Becoming Neighbors in a Mexican American Community: Power, Conflict, and Solidarity

By Gilda L. Ochoa | Go to book overview

Chapter 7
Constructing Puentes: Mexican American and
Mexican Immigrant Mobilization

“¡Sí, se puede! ¡Sí, se puede! ¡Sí, se puede!” Hundreds of march-
ing parents and students shout in unison outside the Hacienda–
La Puente Unified School District. Their chants become louder
as passing motorists honk and yell words of encouragement.
As many as five hundred La Puente–area residents have come
together this June 1996 evening to demonstrate their support
for bilingual education. Just days earlier, word had spread that
a member of the school board had proposed its elimination.
To consider the state of bilingual education, a school district
study session was scheduled for this evening, and community
residents have come out in force.

FIELD NOTES, June 11, 1996

To casual observers, the participants in this demonstration are united. They share a common concern for bilingual education and similar racial/ethnic and class positions as working-class and Spanish-speaking or bilingual Latinas/os from the La Puente area. It is this combination of cultural commonalities and connections based on shared social locations and experiences of institutional inequality within the school district that has brought them together. While they are unified in their pursuit of a common goal— the maintenance of bilingual education—among the demonstrators we find much variation. There are organizers of two distinct parent groups—Puente Parents and Parents for Quality Education—who differ in activist experience, gender, age, and ideology.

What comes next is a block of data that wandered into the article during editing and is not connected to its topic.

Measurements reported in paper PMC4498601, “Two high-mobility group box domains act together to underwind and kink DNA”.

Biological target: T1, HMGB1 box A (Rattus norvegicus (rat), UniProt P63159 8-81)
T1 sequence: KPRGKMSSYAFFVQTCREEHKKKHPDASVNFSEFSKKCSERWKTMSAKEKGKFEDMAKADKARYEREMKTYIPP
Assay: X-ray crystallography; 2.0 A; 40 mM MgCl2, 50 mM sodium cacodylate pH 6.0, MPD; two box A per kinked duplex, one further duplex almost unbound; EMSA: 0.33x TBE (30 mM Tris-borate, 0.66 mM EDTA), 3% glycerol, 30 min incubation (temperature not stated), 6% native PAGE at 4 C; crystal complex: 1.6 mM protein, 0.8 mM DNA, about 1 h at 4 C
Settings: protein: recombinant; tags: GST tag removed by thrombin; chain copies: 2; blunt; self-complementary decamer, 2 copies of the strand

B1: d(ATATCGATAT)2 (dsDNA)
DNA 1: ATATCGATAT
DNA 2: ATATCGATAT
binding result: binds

By centering this display of Mexican American–Mexican immigrant political mobilization, this chapter focuses on the solidarity end of the conflict-solidarity continuum and brings together some of the key issues raised in the previous chapters. It illustrates the factors and situations that led to Mexican American–Mexican immigrant mobilization against the Hacienda–La Puente Unified School District (HLPUSD). As parents before them have, La Puente residents criticized the district for not adequately serving their community. They organized to demand that they be heard and

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